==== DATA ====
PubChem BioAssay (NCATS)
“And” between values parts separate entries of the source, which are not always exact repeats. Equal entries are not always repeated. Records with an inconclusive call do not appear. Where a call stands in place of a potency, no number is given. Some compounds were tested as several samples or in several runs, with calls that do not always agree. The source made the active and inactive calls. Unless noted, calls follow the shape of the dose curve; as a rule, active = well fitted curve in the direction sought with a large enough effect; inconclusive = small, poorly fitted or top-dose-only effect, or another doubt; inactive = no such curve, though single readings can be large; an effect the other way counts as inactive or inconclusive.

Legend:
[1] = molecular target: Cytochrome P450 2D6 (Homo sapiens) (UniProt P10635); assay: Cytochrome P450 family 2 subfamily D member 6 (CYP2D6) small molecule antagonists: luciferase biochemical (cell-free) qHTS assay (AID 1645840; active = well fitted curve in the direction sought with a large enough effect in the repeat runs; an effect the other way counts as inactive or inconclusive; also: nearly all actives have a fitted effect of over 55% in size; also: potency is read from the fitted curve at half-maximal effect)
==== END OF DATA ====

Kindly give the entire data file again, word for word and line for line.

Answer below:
PubChem BioAssay (NCATS)
“And” between values parts separate entries of the source, which are not always exact repeats. Equal entries are not always repeated. Records with an inconclusive call do not appear. Where a call stands in place of a potency, no number is given. Some compounds were tested as several samples or in several runs, with calls that do not always agree. The source made the active and inactive calls. Unless noted, calls follow the shape of the dose curve; as a rule, active = well fitted curve in the direction sought with a large enough effect; inconclusive = small, poorly fitted or top-dose-only effect, or another doubt; inactive = no such curve, though single readings can be large; an effect the other way counts as inactive or inconclusive.

Legend:
[1] = molecular target: Cytochrome P450 2D6 (Homo sapiens) (UniProt P10635); assay: Cytochrome P450 family 2 subfamily D member 6 (CYP2D6) small molecule antagonists: luciferase biochemical (cell-free) qHTS assay (AID 1645840; active = well fitted curve in the direction sought with a large enough effect in the repeat runs; an effect the other way counts as inactive or inconclusive; also: nearly all actives have a fitted effect of over 55% in size; also: potency is read from the fitted curve at half-maximal effect)